Resilience and the future of UK Treescapes

Edgbaston Room Lucas House
Friday 27 September 2019 (09:00-16:00)

To find out more about this workshop please email Deanne Brettle (Geography, Earth and Environmental Sciences)


WORKSHOP LEADER: Professor Rob MacKenzie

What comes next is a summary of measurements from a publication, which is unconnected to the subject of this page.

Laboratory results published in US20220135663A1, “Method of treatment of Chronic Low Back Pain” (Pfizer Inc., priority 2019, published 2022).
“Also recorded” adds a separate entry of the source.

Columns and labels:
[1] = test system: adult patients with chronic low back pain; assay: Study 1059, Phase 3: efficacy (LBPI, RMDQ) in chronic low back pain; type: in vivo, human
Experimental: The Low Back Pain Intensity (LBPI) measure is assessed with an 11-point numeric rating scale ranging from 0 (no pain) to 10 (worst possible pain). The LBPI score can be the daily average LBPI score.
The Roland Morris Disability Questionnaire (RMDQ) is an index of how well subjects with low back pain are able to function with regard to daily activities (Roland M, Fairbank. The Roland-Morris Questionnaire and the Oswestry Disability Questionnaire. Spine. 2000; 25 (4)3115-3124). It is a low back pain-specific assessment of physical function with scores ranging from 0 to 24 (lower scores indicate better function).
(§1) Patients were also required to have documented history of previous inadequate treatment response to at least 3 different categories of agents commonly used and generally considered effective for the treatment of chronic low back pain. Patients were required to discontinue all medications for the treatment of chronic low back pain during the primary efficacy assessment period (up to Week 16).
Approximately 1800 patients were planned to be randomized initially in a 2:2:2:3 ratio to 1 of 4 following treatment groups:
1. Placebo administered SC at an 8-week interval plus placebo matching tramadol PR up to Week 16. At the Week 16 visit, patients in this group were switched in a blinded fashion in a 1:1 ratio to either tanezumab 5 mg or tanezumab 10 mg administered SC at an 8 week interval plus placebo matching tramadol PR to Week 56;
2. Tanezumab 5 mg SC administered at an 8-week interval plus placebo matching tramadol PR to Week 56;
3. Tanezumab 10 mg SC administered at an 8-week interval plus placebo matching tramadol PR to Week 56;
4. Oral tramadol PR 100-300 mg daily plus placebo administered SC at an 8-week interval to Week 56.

Plants, as sessile organisms, are constantly exposed to abiotic (environmental change) and biotic (pests and pathogens) conditions. Trees, with an average life expectancy of centuries, have a strong immune system that allows them to survive these threats in normal circumstances. However, in the last few years, we have seen outbreaks of tree diseases such as ash dieback that we have not been prepared for. These events have been exacerbated by climate change (e.g. increased temperature and CO2 concentration) and globalization (e.g. movement of people and goods). The speed at which these phenomena are occurring simply leaves us and our forests, vulnerable to unexpected landscape changes. Much of the effort to control disease outbreaks is directed at operational responses to immediate threats, and there is a need, therefore, to focus on enhancing our fundamental understanding of plant-pathogen-environment interactions in the longer-term. It is clear that the successful implementation of effective strategies and solutions cannot be achieved by individual countries alone but is dependent on global effort. Therefore, global exchange of knowledge, common thinking and scientific collaboration towards forest biosecurity are urgently required.